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PLoS One. 2017 Apr 18;12(4):e0175586. doi: 10.1371/journal.pone.0175586. eCollection 2017.

Characterization of a transgenic mouse model exhibiting spontaneous lung adenocarcinomas with a metastatic phenotype.

Author information

1
Laboratory Animal Center, Office of Research and Development, Taipei Medical University, Taipei, Taiwan.
2
The PhD Program for Translational Medicine, College of Medical Science and Technology, Taipei Medical University, Taipei, Taiwan.
3
National Institute of Infectious Diseases and Vaccinology, National Health Research Institutes, Zhunan, Miaoli County, Taiwan.
4
National Institute of Cancer Research, National Health Research Institutes, Zhunan, Miaoli County, Taiwan.

Abstract

Developing lung cancer in mouse models that display similarities of both phenotype and genotype will undoubtedly provide further and better insights into lung tumor biology. Moreover, a high degree of pathophysiological similarity between lung tumors from mouse models and their human counterparts will make it possible to use these mouse models for preclinical tests. Ovine pulmonary adenocarcinomas (OPAs) present the same symptoms as adenocarcinomas in humans and are caused by a betaretrovirus. OPAs have served as an exquisite model of carcinogenesis for human lung adenocarcinomas. In this study, we characterized the histopathology and transcriptome profiles of a jaagsiekte sheep retrovirus (JSRV)-envelope protein (Env) transgenic mouse model with spontaneous lung tumors, and associations of the transcriptome profiles with tumor invasion/metastasis, especially the phenomenon of the epithelial-mesenchymal transition (EMT). Genetic information obtained from an expression array was analyzed using an ingenuity pathways analysis (IPA) and human disease database (MalaCards). By careful examination, several novel EMT-related genes were identified from tumor cells using RT-qPCR, and these genes also scored high in MalaCards. We concluded that the JSRV-Env mouse model could serve as a spontaneous lung adenocarcinoma model with a metastatic phenotype, which will benefit the study of early-onset and progression of lung adenocarcinoma. In addition, it can also be a valuable tool for biomarkers and drug screening, which will be helpful in developing intervention therapies.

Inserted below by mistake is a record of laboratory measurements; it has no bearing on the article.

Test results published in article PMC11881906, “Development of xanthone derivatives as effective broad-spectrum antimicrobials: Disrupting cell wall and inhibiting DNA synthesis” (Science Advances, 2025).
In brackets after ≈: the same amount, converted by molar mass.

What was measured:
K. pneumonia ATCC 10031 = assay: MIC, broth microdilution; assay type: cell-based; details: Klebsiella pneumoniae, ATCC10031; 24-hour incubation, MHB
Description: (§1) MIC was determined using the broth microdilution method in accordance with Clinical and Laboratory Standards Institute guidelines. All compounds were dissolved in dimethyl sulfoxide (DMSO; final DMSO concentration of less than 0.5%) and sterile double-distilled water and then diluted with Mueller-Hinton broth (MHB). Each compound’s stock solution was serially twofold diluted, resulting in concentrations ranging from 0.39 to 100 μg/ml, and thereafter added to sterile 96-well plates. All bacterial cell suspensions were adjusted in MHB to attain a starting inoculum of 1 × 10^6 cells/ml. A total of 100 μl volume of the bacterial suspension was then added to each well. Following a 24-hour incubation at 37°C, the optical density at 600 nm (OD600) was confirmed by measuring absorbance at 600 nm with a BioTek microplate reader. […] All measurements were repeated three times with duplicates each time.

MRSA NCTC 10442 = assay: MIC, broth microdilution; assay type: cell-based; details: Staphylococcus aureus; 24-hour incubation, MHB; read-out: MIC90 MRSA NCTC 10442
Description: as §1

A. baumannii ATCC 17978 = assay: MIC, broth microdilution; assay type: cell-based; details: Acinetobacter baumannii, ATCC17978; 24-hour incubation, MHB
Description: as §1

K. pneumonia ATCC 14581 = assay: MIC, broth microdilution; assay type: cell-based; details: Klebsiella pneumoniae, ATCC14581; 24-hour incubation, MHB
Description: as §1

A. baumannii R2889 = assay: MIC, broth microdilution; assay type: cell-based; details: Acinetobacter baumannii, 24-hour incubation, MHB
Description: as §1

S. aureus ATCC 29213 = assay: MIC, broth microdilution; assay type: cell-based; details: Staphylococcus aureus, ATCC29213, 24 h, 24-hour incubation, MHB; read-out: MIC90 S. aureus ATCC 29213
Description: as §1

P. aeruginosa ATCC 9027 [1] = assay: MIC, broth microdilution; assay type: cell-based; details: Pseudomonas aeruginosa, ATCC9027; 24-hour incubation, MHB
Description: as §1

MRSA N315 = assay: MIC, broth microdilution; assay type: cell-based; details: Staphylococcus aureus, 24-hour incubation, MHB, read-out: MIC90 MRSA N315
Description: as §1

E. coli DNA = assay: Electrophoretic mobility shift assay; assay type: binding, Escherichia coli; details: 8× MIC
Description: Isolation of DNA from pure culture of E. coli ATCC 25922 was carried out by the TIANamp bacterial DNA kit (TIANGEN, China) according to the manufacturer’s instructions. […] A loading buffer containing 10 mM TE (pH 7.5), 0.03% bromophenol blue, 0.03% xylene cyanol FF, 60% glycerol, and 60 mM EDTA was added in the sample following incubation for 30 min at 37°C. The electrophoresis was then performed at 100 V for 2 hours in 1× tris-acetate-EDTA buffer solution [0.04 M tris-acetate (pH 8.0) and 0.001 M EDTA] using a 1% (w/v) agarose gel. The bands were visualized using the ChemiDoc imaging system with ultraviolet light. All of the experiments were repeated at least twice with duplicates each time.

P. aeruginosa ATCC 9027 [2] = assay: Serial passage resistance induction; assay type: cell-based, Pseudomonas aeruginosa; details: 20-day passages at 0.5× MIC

PMID:
28419107
PMCID:
PMC5395147
DOI:
10.1371/journal.pone.0175586
[Indexed for MEDLINE]
Free PMC Article

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